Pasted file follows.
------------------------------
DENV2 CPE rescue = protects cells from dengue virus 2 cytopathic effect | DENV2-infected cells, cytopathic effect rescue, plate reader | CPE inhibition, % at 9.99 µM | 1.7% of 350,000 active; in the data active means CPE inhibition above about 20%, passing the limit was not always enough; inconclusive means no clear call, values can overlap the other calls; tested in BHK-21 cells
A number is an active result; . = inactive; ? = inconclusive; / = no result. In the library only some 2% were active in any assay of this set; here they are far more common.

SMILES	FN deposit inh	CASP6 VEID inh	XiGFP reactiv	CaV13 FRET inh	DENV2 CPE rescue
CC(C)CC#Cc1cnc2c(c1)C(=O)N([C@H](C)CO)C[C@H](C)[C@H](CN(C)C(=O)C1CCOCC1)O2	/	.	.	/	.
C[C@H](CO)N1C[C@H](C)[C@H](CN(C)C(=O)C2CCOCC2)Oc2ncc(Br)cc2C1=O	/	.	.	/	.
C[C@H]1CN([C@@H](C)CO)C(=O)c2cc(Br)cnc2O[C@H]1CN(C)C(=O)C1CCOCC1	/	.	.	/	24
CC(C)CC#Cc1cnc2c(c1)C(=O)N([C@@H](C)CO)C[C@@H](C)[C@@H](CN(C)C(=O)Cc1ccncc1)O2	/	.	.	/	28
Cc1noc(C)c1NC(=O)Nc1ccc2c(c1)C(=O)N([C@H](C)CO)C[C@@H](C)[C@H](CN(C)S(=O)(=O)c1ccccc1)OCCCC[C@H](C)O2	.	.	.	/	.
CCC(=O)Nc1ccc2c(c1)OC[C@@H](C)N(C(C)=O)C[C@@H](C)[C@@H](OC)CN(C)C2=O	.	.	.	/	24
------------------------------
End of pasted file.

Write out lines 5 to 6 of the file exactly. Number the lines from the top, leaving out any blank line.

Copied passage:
C[C@H](CO)N1C[C@H](C)[C@H](CN(C)C(=O)C2CCOCC2)Oc2ncc(Br)cc2C1=O	/	.	.	/	.
C[C@H]1CN([C@@H](C)CO)C(=O)c2cc(Br)cnc2O[C@H]1CN(C)C(=O)C1CCOCC1	/	.	.	/	24